Smart Energy Voices- Episode 59

Smart Energy Voices- Episode 59

Microsoft and the Art of the Possible, with Brian Janous

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This episode of Smart Energy Voices presents the keynote speaker from the recent Renewable Energy Forum, Brian Janous - General Manager of Energy at Microsoft. As one of the world’s preeminent leaders in the energy transition, Microsoft is constantly innovating. Listen in as Brian provides a glimpse into the mindset and culture at Microsoft that has enabled its unique approach to innovation, including efforts to drive collaboration between peers, suppliers, and customers to enable broader adoption of renewable energy.

 

You will want to hear this episode if you are interested in...

  • Microsoft’s climate commitments [02:09]
  • Starting sooner rather than later [04:32]
  • It’s about sustainability [07:50]
  • Giving back to the community [12:30]
  • Sustainability as a non-negotiable [15:54]
  • Sharing knowledge for the future [18:25]

Carbon negative by 2030

Microsoft has committed to be carbon negative by 2030 and to remove all of its historical emissions by 2050. The company is investing a billion dollars in climate technology to help accelerate those goals. While much progress has been made over the last ten years, more must still be done to achieve the deep decarbonization needed in the energy sector.

In 2012 Microsoft established its first commitment to be carbon neutral. At the time, the company was iterating on the concept of having all businesses pay into an internal carbon tax, then using that revenue to buy renewable energy credits and carbon offsets. The goal included Scope 1 and Scope 2 emissions and employee travel. Altogether about two million metric tons of emissions were associated with that commitment.

Microsoft’s first PPA

Microsoft’s first PPA began with a conversation with former CEO Steve Ballmer. Brian’s team pitched a small deal, about 75MW for seven years, as a way to start Microsoft’s renewables journey. While the project was presented to him, Steve realized it would be a hedge because Microsoft would have been assigning a fixed price. Steve interjected that Microsoft doesn’t hedge energy prices. The company can self-insure all the risks and isn’t worried about energy prices. Brian and his team regrouped and came back with something bigger.

The week before the team would present their new project idea, the CFO stepped down from the position, and Amy Hood stepped in. In her first week as the new CFO, Amy was brought a 20-year, 110MW proposal for purchasing wind energy in Texas. Brian was nervous going into the meeting, thinking that there was no chance she would agree to it. He was happily surprised when Amy decided that the plan was a great idea. It turned out that before joining Microsoft, Amy had traded energy at Goldman Sachs, so she quickly understood the details.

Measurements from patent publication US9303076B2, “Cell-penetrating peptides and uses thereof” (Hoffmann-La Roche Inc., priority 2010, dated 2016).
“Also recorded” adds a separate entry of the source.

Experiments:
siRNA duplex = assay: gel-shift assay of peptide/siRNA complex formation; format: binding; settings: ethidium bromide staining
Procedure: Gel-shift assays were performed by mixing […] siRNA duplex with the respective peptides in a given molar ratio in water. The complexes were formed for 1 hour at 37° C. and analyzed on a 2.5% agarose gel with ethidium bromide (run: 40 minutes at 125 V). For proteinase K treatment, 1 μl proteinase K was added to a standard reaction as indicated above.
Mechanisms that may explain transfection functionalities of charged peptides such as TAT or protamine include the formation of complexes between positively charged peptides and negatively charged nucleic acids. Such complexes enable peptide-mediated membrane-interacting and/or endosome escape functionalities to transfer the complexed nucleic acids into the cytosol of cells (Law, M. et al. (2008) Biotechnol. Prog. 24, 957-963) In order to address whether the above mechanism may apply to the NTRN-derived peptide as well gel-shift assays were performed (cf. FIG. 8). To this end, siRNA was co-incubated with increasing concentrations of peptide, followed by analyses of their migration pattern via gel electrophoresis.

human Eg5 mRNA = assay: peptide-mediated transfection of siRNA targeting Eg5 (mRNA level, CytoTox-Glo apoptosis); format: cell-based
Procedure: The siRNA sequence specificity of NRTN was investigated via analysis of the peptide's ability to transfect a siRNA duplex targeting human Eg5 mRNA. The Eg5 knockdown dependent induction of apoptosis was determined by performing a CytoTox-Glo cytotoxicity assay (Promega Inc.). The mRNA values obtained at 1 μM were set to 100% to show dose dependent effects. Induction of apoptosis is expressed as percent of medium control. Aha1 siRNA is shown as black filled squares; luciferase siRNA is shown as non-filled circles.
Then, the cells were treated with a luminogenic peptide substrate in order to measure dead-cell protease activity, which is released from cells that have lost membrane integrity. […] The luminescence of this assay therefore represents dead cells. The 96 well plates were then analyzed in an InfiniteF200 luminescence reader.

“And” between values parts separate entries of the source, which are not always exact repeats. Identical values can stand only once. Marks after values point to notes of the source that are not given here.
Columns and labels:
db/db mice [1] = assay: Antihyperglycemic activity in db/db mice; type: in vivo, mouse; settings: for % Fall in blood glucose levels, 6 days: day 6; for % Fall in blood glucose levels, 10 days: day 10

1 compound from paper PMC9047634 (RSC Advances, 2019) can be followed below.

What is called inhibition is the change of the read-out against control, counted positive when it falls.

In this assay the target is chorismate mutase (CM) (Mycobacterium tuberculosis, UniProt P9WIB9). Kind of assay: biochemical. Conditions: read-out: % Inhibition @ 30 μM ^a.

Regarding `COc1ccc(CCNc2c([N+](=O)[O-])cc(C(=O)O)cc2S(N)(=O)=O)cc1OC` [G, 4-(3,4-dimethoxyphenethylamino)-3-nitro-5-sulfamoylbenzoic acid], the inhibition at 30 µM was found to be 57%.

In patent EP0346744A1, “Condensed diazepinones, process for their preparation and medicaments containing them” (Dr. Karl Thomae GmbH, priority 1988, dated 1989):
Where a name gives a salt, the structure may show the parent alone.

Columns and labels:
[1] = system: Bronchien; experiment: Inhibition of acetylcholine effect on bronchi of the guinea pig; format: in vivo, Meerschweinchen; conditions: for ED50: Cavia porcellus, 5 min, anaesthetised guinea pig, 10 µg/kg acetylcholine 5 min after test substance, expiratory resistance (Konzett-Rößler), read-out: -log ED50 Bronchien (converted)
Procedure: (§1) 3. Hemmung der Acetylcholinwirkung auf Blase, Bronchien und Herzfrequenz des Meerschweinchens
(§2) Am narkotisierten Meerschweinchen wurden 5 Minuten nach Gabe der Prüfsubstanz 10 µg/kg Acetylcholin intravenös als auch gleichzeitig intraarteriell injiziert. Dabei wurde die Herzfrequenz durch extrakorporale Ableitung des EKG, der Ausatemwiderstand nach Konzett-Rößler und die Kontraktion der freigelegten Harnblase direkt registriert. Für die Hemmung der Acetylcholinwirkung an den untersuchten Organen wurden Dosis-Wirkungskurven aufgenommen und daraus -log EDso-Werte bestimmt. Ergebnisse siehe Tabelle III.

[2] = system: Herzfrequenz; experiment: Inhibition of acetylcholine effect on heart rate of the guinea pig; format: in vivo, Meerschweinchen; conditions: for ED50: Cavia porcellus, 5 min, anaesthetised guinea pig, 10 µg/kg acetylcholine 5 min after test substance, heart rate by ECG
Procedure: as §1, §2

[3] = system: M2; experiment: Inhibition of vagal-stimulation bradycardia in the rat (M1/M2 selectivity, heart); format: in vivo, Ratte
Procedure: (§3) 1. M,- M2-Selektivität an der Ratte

The future is in sharing

What the industry has done over the last ten years is impressive. Goals that would have been enormous lifts a few years ago are now becoming expected of organizations. Company after company is making serious commitments to the environment. As difficult as it was, all of the things done over the last ten years were crucial steps in this journey. Carbon offsets and RECs in the long-term weren’t that consequential, but they were essential to get the industry where it is today.

While some companies must be out in front, lead, and innovate, not all can do that. Most companies will be far behind the leaders. Their role will be to learn faster than those before them. Companies will have to share their knowledge so their experience can be studied. With that sharing, there will be a lot of positive peer pressure to change faster and do more to achieve climate goals. Sharing experience will accelerate the energy industry in the journey to a sustainable future.

Resources & People Mentioned

Connect with Brian Janous

Brian is responsible for leading the development and execution of Microsoft’s global data center energy strategy. These data centers provide the foundational cloud infrastructure for Microsoft’s online and cloud services for consumers and businesses worldwide. His responsibilities include oversight of energy policy, procurement, renewable energy, distributed generation, and overall environmental impact to ensure that Microsoft’s cloud infrastructure is reliable and sustainable. Microsoft plays a critical role in the energy industry, both as a large consumer and as a provider of foundational cloud services that support grid resilience and decarbonization.

Brian joined Microsoft in 2011 after 12 years in the energy industry, where he worked as a Sr. Consultant at Brubaker & Associates, assisting Fortune 500 companies with energy procurement, policy and sustainability matters. Brian holds an MBA from Webster University, a Bachelor of Science in Finance, and a Bachelor of Arts in Philosophy from the University of Missouri. Brian has also served on the board of the American Wind Energy Association (now the American Clean Power Association). He presently serves on the board of the Institute for Energy Studies at Western Washington University. 

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